Qualitative Tests of Carbohydrates

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QUALITATIVE TESTS OF CARBOHYDRATES
Final Lab Report

Submitted by

Brittany Fitzgerald
545301

Prepared for

Nancy Cook
Chemistry 3501
Monday

November 26, 2012

RESULTS
PART A:
As a result of the Benedict’s test on various sugar solutions, it was found that galactose, mannose, arabinose, ribose, lactose, fructose, maltose, and cellobiose tested positively and therefore are considered reducing sugars. Glucose, starch, sucrose, and methyl-D-glucopyranoside on the other hand tested negatively and therefore are considered non-reducing sugars. Table 1. Results of Benedict’s test on various sugar solutions Sugar Solution| Color| Clarity|

Glucose| Bright blue with orange tint on top | Clear |
Galactose | Brown on top, blue-ish on bottom| Opaque |
Mannose | Brown on top and bottom, green/blue in middle | Opaque | Arabinose | Brown/copper on top, blue/green on bottom| Opaque| Ribose | Brown/green throughout | Opaque |
Lactose | Brown on top and bottom, blue-ish in middle | Opaque | Fructose | Brown/green throughout, red on bottom | Opaque | Maltose | Green/blue throughout, red on bottom | Opaque | Cellobiose | Green/blue through, red on bottom | Opaque | Starch | Bright blue | Clear |

Sucrose | Bright blue | Clear |
Methyl-D-glucopyranoside| Bright blue | Clear |

PART B:
As a result of the Seliwanoff’s test on various carbohydrates, it was found that only fructose and sucrose tested positively and therefore they are considered ketoses.

Table 2. Results of Seliwanoff’s test after 1 minute
Carbohydrate/Water | Color |
Glucose | Colorless |
Fructose | Colorless |
Sucrose | Colorless |
Water | Colorless |

Table 3. Results of Seliwanoff’s test after 2 minutes
Carbohydrate/Water | Color |
Glucose | Colorless |
Fructose | Light pink/red |
Sucrose | Colorless |
Water | Colorless |

Table 4. Results of Seliwanoff’s test after 3 minutes
Carbohydrate/Water | Color |
Glucose | Colorless |
Fructose | Brighter red/orange|
Sucrose | Peachy|
Water | Colorless |

Table 5. Results of Seliwanoff’s test after 4 minutes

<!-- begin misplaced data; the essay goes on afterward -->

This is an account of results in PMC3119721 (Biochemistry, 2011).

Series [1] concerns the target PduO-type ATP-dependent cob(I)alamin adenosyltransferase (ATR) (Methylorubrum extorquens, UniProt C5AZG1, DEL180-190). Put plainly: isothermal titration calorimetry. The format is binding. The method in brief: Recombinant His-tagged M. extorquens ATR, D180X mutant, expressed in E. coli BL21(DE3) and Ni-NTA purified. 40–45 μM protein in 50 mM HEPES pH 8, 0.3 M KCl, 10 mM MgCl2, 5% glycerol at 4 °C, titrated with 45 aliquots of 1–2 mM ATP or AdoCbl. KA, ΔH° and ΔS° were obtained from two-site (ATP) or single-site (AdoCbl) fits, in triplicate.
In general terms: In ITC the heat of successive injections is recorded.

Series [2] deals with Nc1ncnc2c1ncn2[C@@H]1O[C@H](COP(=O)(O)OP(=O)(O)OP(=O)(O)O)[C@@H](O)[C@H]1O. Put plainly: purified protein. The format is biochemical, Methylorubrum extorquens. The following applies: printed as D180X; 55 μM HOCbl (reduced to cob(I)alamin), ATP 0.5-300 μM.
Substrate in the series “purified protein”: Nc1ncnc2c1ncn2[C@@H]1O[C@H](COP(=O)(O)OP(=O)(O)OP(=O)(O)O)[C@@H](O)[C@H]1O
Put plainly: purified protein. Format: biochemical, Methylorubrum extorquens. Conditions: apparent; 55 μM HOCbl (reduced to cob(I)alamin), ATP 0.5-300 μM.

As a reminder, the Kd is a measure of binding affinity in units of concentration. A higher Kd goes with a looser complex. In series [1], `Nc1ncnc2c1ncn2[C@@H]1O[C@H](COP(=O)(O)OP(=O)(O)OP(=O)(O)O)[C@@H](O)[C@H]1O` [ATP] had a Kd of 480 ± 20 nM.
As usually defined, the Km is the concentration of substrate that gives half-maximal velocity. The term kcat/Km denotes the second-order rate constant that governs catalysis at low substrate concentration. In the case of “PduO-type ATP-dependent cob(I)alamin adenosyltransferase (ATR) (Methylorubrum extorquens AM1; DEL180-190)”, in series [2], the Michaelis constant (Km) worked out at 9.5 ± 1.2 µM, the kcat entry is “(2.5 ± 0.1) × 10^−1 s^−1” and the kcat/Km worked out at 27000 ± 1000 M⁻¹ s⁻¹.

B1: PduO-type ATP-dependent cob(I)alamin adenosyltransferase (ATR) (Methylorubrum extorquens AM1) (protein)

Carbohydrate/Water | Color |
Glucose | Colorless |
Fructose | Deeper red |
Sucrose | Light orange|
Water | Colorless |

Table 6. Results of Seliwanoff’s test after 5 minutes
Carbohydrate/Water | Color |
Glucose | Colorless |
Fructose | Very deep red |
Sucrose | Orange red|
Water | Colorless |

PART C:
As a result of the Seliwanoff’s test on various sugar solutions, it was found that all the sugar solutions developed a change in color; however it was the solutions containing fructose that developed the biggest overall change. Table 7. Results of Seliwanoff’s test on various sugar solutions Sugar Solution| Color |

0.5ml glucose + 0.5ml Ba(OH)2| Beige/yellow|
0.5ml glucose + 0.5ml distilled H2O| Beige/yellow|
0.5ml fructose + 0.5ml Ba(OH)2| Peachy|
0.5ml fructose + 0.5ml distilled H2O| Peachy|

DISCUSSION
PART A:
The Benedict’s test is a mixture of copper (II) sulfate, sodium citrate, and sodium carbonate in a mildly basic solution that is used to detect reducing sugars (Schreck & Loffredo, 2012). If the carbohydrate is a reducing sugar, it will reduce the copper (II) ions to produce copper (I) oxide (red precipitate). Reducing sugars are all aldoses containing either a free aldehyde group or a cyclic hemiacetal (Schreck & Loffredo, 2012). However, ketoses may also yield a positive test for reducing sugar even though no aldehyde group is present. Monosaccharides and certain disaccharides that have a potential aldehyde group will reduce reagents such as Benedict’s solution to give a positive test, the appearance of a red precipitate (Mount Saint Vincent University). A precipitate that varies in color from red to brown or yellow is considered a positive test for Benedict’s. Prior to the addition of...
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